Dick White put off retiring as an astronomy professor at Smith College so he could organize a yearlong celebration called Galileo at the Millennium, including a musical called Star Messenger and seminars on the scientist who dared to uphold a controversial theory that Earth revolved around the sun in defiance of church orthodoxy.
On Tuesday, Durango will get another Galileo as its mayor when the gavel is passed to White. He is not afraid to tell it like it is.
Its not that White, 69, is brash or rude, but in a big-budget movie, he would be the scientist who goes into the Oval Office to warn the president about a looming disaster.
As a climate change activist, he is increasingly concerned that were cooked.
People are so passionately concerned about the budget deficits were bequeathing to our children, but I dont think anybody has really begun to judge the costs of what climate change is going to do to those generations, White said.
It wouldnt be shocking to me if the last winter and this winter are just the beginning of a really bad drought in the Rocky Mountains. If you have a multiyear drought on the Great Plains, world food prices are going to go through the ceiling. Then youre talking about billions of people who wont be able to eat.
Youre going to have food riots. Youre going to have all sorts of consequences. People dont want to talk about it.
He worries about the consequences of new pipelines and newer forms of energy extraction.
The reason the Keystone Pipeline is so controversial and (climatologist Jim) Hansen has been very outspoken about this, is that if we take all that stuff out of the ground and burn it, we are finished in terms of climate change, White said.
Theres no way you can stop climate change if you burn all that stuff. I think the same thing is true of all the natural gas, the shale gas that is being produced. You cant stop climate change and keep burning fossil fuels at an accelerating rate.
If this sounds blunt, his wife, Faye Schrater, explained that I dont think the man knows any weasel words.
Schrater knows how to bring it, too.
Put off by the rhetoric of the Republican candidates for president, Schrater wrote a letter to the editor in which she said, I find it noteworthy that although the candidates urge abstinence as the premier method of birth control, and aim their tactics at women, none advocate that men keep their instruments of insemination tucked demurely in their trousers. Perhaps, in their anti-science, anti-woman world, they do not realize that pregnancy is not a result of parthenogenesis, the reproductive act by which an unfertilized egg develops into a new individual. Wake up, women, lest you, your daughters and granddaughters find yourselves barefoot, pregnant and disenfranchised.
Schrater is a microbiologist and immunologist who met White as a fellow professor at Smith College in Massachusetts.
Because White is a hard-core scientist he did his thesis at Columbia University on interstellar formaldehyde Schrater said she would have been surprised if anyone had told her he would become the mayor of Durango, but she said White was talented at organizing the science department and managing diverse interests.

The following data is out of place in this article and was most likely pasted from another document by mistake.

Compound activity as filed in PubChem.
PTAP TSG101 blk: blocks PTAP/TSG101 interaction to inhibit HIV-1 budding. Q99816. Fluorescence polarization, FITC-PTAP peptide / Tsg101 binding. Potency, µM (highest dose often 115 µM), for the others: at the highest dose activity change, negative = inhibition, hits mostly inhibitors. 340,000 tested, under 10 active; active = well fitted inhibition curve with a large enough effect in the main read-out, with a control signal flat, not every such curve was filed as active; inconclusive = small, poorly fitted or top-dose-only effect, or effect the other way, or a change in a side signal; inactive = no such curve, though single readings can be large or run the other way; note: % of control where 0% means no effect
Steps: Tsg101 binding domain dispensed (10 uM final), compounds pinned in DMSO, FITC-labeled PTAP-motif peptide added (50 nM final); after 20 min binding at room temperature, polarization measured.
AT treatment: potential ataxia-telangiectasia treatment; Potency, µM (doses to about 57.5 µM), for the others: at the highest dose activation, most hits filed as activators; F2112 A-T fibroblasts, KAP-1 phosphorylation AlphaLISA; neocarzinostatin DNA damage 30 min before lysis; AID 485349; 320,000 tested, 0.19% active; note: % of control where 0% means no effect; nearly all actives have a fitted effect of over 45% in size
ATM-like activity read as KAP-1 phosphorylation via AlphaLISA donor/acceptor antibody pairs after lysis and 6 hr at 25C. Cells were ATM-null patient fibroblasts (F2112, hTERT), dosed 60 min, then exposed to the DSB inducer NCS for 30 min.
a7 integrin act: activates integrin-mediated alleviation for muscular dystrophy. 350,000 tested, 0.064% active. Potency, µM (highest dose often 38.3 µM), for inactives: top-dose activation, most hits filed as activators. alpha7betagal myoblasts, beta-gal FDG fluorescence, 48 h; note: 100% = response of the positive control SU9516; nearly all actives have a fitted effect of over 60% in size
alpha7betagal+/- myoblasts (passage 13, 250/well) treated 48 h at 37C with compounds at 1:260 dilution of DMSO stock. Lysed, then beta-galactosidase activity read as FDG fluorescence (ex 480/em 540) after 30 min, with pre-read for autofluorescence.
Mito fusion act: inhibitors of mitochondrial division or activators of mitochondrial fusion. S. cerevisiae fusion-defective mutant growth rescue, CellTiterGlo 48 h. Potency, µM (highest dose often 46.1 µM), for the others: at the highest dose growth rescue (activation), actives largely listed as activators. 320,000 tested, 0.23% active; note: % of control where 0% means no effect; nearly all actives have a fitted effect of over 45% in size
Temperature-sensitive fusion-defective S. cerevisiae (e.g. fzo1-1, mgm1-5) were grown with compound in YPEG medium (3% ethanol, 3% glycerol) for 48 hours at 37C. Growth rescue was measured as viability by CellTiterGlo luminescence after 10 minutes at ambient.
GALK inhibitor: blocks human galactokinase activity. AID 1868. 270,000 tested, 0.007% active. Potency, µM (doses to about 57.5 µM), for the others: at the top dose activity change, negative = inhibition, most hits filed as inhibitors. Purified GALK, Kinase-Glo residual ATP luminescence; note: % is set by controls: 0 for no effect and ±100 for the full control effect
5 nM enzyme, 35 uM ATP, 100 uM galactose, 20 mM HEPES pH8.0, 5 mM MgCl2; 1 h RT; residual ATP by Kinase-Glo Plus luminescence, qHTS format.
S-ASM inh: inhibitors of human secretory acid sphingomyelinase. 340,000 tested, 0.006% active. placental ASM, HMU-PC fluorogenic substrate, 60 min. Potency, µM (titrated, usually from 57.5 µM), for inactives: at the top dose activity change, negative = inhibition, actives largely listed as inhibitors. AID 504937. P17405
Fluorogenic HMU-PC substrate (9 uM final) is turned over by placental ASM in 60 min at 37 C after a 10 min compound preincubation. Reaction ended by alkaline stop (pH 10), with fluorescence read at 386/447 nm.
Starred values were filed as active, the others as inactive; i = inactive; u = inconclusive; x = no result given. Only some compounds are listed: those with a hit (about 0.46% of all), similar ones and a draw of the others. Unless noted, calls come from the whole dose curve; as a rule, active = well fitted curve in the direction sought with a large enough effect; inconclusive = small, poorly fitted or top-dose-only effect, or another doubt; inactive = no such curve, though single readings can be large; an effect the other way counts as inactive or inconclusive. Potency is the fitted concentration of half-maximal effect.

White and Schrater were so busy with their careers that their relationship did not take off until they took a break in Wyoming, Schraters home state. Schrater was working as both a researcher and a short-order cook when White later joined her to take a sabbatical at the University of Wyoming.
While they went back to Massachusetts, she eventually told White that she prefers the West to the East Coast.
I told Dick Im moving to Durango. I hope you will join me soon, she said.
Theyre celebrating their 25th wedding anniversary this year. As academics, they wanted to live in a college town with a good bookstore as well as good restaurants. They like that the farmers market offers organic meat, too.
Residents since 2003, they drive a black pickup and a sage green Prius hybrid.
In some ways, White has not stopped being a college professor. Councilor Christina Rinderle talked about the rigor he takes to his job as councilor.
Dick really digs into the minutes of the council meetings. I look at the gist of it, but hes correcting grammar. Wow, I do not have time to do that, but Im glad hes doing it, Rinderle said.
As mayor, White would like to emphasize the citys sustainability plans.
In terms of climate change, the most significant thing we can do is to get our buildings retrofitted for energy efficiency, he said.
White noted that some cities require buildings to have an energy audit before theyre sold, which has resulted in upgraded buildings. People living in energy-efficient homes, he said, also have a good record of making their mortgage payments.
To make it work, he said, the city probably would have to set up a revolving-loan program so property owners could afford the energy audits.
But White is aware too that he cannot simply dictate new programs. Being mayor is mostly a ceremonial job in Durango. He leads the meetings, but is basically one voice among five councilors.
The mayors gavel is rotated annually based on the vote count in the popular election.
Like a provocative professor leading a seminar, White said he sees his role as beginning a conversation with the community.